The Yamaha RX-V671 covers the core functionality of an AV receiver well: it sounds great and has plenty of connectivity. Its six HDMI inputs will be enough for nearly every home theater, and one of those inputs is on the front panel, which is great for making a quick connection to a laptop or digital camera.
Yamaha is also the only manufacturer that offers a colorful and responsive user interface, although the RX-V671's interface would still be considered archaic on any other home theater device.
Its main failing is the lack of AirPlay support, which we think is the one AV receiver streaming feature worth paying for. If you don't care about AirPlay (or would rather add that functionality by purchasing an Apple TV), the Yamaha RX-V671 is one of the best choices available, sounding better than the competing Onkyo TX-NR609, although the Yamaha does cost almost $100 more.
Gadgets like cell phones and laptops keep getting smaller, but with few exceptions, AV receivers are still bulky black boxes. Aesthetically, the RX-V671 looks pretty much like any other AV receiver, with the exception of its divided front panel: top-half glossy finish, bottom-half matte finish. Altogether, we'd rate the Yamaha's looks as average, with the Denon AVR-1912's more contoured chassis being our favorite of 2011 so far.
If the RX-V671's looks are just average, Yamaha did make the savvy design choice of putting an HDMI input on the front panel. That makes it easy to connect a laptop, digital camcorder, or camera without having to reach around the back of the receiver. The otherwise excellent Denon AVR-1912 and Pioneer VSX-1021-K have HDMI inputs only on the back panel.
The RX-V671's user interface is considerably different from all its competitors. It's much more visually oriented, from its colorful background to its icon-based menu system. Compared with the utilitarian interfaces included with competitors, the RX-V671 is at least trying to pretty up the AV receiver experience, even if it still lags considerably behind other types of home theater components, like Blu-ray players, game consoles, and streaming-video boxes.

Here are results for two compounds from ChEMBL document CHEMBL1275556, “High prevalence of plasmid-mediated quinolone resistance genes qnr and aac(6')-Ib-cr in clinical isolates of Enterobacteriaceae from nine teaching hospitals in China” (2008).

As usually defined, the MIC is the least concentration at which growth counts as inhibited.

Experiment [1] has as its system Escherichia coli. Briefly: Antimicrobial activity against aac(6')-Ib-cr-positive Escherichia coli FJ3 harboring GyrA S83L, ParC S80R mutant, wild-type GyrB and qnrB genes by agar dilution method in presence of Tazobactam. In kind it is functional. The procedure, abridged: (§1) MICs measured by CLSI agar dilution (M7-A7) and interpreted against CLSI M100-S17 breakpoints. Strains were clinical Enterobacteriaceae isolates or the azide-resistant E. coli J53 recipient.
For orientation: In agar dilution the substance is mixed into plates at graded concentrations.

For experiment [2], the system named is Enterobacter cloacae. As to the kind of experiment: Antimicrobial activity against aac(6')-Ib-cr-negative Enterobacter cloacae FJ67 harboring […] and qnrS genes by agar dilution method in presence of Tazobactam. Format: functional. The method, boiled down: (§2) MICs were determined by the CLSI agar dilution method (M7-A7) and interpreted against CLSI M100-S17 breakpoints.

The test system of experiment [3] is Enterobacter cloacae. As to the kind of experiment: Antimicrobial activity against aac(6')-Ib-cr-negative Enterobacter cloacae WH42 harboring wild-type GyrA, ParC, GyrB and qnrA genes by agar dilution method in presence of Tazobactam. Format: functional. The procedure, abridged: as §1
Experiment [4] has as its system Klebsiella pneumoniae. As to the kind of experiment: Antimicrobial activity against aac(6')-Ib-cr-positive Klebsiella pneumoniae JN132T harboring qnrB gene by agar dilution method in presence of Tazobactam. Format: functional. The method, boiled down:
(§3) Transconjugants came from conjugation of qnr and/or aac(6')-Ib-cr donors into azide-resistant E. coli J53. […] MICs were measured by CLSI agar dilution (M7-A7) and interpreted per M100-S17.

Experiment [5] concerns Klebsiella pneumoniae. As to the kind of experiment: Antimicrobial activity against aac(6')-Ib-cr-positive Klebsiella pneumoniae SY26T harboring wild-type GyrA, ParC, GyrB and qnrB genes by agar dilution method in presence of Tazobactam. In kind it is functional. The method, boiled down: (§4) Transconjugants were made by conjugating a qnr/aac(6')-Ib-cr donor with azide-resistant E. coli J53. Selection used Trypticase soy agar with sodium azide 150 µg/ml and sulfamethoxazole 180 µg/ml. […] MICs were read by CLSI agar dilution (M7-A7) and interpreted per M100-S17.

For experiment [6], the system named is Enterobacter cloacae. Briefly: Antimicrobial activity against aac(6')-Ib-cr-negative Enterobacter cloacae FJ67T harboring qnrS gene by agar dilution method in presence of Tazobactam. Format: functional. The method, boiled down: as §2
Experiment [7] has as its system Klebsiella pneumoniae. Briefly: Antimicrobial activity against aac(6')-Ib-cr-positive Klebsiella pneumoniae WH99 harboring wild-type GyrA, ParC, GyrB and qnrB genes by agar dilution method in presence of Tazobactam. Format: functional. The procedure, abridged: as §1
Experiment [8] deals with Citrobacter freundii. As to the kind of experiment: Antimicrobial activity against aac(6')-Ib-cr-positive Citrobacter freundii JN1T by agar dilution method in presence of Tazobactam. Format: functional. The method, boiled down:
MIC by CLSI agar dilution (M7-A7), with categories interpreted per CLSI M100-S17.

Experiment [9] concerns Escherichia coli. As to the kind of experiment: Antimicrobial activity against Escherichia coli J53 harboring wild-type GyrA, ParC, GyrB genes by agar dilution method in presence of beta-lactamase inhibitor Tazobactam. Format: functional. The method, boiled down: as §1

When accessing streaming-music services, such as Pandora, you'll get cover art and track information on the screen. It's one of the better-looking media playback screens on a receiver, but again, it looks archaic compared with the Pandora interface on, say, a Blu-ray player.
Like every other midrange receiver this year, the RX-V671 can also be controlled by Yamaha's AVControl iPhone app. It's a decent app for basic functions, like choosing inputs and adjusting the volume. It also displays cover art and track information for streaming-music services such as Pandora.
Strictly by the numbers, Yamaha's video connectivity is excellent. Six HDMI inputs is the most that's available at this price, and the RX-V671 is one of the only midrange models (along with the Onkyo TX-NR609) that includes a front-panel input. Two component video inputs is standard, and its five composite video inputs are plenty.